In the United Kingdom, there are moves to tighten drone regulations, including a call to register drone users. This after a drone struck a British Airways plane at Heathrow Airport, the nations busiest airport. In Africa, South Africa became the first country to implement drone regulations. For example, in South Africa drones aren’t allowed to fly more than 400 feet or 120 meters above the ground, or within in 10 kilometre radius of an aerodrome.
In Africa, drones are increasingly seen as a viable option for delivering essential medicine in isolated or distress areas; or to combat poaching (e.g. Rhino). Ethiopia is employing drones to flight tsetse flies that is having a negative effect on its livestock population. The drone project is carried out by Spanish drone maker Embention, in conjunction with the Ethiopian government.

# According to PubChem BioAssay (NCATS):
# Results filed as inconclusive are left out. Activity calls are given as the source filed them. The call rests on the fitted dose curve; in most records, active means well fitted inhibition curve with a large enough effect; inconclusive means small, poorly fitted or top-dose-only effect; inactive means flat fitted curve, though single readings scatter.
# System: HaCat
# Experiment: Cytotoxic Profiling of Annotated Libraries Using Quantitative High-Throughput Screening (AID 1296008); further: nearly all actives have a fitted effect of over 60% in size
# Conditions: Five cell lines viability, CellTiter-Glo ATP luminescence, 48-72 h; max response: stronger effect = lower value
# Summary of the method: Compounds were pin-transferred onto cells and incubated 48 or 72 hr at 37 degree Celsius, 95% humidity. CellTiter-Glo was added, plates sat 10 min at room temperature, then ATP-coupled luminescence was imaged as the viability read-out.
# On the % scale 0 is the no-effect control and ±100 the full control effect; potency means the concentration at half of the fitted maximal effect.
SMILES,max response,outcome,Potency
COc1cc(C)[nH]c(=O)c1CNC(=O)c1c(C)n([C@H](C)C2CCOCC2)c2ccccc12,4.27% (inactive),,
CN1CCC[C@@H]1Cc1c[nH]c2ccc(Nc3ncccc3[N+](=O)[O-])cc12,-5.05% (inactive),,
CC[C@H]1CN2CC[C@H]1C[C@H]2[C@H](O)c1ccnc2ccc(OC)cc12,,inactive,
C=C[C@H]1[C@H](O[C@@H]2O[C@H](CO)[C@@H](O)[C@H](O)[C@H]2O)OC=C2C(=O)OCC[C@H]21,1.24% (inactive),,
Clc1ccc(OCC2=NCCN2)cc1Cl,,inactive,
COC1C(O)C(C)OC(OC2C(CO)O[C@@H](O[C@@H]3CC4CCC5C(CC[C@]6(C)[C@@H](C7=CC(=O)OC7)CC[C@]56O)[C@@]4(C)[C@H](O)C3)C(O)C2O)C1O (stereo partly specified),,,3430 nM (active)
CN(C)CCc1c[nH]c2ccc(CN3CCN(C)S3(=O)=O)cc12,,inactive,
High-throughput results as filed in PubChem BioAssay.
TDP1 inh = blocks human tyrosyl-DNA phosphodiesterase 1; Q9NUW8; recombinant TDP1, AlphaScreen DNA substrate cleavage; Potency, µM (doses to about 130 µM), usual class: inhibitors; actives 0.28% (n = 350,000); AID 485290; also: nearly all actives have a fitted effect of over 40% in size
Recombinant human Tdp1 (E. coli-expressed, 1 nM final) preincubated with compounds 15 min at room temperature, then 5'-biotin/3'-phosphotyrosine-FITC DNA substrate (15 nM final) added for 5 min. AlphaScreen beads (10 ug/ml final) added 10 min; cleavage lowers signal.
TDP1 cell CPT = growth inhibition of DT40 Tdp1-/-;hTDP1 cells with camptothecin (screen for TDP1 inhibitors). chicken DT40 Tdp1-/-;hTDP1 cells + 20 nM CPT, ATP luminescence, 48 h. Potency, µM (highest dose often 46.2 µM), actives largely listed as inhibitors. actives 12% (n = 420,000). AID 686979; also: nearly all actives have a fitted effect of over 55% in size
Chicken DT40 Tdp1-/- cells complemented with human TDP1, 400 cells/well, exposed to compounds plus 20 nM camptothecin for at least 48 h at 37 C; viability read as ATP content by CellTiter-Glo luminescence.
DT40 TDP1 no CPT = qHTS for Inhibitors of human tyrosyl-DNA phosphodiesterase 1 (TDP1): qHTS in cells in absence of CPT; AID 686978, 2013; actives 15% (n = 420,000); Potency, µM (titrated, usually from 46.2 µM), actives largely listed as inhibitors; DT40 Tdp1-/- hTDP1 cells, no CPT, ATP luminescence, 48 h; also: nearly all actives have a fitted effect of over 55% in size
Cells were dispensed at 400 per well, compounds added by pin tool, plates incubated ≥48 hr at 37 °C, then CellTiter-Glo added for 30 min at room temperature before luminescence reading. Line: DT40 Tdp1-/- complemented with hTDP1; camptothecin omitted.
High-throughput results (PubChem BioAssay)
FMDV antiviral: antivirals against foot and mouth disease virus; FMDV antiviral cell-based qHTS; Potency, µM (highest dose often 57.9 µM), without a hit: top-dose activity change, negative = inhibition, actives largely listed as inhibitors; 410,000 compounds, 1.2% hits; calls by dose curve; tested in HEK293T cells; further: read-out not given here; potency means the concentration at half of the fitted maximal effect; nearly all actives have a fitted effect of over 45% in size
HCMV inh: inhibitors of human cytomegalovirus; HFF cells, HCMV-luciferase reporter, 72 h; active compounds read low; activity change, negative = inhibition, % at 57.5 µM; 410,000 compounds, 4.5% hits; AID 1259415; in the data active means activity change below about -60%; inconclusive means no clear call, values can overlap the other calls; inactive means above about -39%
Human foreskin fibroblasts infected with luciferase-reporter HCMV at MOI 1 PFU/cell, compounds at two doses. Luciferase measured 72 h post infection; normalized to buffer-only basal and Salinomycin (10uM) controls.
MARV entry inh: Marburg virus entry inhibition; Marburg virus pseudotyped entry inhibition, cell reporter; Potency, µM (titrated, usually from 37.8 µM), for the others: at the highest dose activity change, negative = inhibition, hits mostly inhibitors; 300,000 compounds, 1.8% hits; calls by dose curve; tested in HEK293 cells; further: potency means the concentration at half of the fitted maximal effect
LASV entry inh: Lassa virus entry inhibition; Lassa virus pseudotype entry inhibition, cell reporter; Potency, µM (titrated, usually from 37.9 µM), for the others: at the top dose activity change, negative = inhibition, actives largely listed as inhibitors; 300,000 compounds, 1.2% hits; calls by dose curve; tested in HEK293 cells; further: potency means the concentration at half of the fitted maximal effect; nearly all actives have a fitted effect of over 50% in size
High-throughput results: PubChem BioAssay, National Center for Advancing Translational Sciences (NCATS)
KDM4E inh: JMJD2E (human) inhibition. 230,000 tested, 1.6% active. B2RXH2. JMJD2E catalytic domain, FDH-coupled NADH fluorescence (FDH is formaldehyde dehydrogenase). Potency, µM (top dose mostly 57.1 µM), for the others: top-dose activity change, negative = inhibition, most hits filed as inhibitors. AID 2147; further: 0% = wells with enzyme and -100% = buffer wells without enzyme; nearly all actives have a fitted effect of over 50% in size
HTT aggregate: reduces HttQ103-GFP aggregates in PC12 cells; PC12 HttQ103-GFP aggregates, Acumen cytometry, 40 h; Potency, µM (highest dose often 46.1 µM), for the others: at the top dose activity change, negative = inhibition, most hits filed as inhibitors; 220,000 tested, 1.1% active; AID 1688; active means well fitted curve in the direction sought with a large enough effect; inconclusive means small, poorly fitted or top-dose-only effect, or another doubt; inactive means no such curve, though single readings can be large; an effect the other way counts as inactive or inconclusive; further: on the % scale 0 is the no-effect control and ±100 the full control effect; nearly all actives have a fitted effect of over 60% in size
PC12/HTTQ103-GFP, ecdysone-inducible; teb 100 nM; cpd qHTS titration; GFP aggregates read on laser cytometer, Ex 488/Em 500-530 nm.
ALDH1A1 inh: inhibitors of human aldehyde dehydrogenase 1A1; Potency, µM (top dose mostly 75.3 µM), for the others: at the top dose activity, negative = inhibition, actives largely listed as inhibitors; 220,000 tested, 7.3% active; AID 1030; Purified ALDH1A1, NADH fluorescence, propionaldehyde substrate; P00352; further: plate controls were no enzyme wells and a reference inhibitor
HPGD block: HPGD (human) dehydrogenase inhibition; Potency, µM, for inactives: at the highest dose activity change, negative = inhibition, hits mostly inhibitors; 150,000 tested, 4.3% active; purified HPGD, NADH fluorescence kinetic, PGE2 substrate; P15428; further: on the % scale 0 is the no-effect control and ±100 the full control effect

Drones aren’t just limited to the skies. Dronescan a South African startup, focuses on improved invetory management. The startup developed drones with barcode scanning capability for high shelves in warehouses.
South African regulations don’t allow for the transportation of cargo or to make deliveries. Internationally, companies such as Amazon and Domino’s Pizza have tested drone deliveries. Amazon is currently running pilots in the Nederlands, after a United States ban. Australia Post announced this week, a successful field-trial for home deliveries of small packages.